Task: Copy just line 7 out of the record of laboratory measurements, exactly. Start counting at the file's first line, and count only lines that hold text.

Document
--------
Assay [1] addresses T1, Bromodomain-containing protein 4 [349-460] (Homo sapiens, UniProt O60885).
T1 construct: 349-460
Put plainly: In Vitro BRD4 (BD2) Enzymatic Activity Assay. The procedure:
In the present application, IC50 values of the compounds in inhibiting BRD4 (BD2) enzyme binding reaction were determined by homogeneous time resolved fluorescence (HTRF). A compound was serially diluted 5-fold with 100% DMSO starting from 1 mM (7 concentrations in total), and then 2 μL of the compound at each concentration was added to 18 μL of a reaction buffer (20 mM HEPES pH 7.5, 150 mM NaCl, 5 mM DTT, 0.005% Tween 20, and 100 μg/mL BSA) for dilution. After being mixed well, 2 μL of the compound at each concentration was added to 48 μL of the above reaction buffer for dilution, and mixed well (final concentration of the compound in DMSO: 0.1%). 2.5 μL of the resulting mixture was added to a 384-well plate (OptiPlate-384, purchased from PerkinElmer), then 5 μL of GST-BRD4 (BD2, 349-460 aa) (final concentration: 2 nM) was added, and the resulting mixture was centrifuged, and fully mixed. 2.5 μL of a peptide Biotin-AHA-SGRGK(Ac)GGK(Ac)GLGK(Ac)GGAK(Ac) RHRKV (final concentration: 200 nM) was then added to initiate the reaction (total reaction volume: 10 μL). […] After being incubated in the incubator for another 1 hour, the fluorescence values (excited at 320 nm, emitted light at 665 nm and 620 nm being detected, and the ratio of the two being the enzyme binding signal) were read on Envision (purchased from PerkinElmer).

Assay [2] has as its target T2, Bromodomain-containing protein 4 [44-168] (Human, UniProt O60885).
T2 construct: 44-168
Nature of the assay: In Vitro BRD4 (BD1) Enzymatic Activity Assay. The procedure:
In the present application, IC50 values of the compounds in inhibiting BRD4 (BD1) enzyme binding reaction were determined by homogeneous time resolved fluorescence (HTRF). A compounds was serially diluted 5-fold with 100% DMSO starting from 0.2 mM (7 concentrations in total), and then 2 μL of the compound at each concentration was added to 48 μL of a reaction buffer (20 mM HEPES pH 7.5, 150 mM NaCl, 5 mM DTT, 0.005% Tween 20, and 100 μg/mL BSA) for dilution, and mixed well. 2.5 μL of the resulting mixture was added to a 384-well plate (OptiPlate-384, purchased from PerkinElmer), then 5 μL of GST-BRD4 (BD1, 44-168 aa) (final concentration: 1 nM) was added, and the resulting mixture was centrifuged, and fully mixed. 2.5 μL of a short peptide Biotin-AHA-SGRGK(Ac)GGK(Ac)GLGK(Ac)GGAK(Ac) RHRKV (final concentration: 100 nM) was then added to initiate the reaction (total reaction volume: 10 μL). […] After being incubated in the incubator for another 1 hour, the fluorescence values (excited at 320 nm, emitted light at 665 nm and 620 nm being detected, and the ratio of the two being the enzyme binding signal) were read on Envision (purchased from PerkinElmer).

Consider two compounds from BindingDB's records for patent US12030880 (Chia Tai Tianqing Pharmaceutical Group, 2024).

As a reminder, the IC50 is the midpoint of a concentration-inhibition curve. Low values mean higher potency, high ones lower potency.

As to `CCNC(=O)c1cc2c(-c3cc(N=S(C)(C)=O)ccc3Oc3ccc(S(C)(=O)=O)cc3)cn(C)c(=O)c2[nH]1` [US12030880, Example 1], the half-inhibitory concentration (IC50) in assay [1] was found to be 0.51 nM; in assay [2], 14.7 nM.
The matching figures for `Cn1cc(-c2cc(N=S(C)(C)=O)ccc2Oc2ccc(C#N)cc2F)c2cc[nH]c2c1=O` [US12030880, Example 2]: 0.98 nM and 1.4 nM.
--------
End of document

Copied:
Nature of the assay: In Vitro BRD4 (BD1) Enzymatic Activity Assay. The procedure: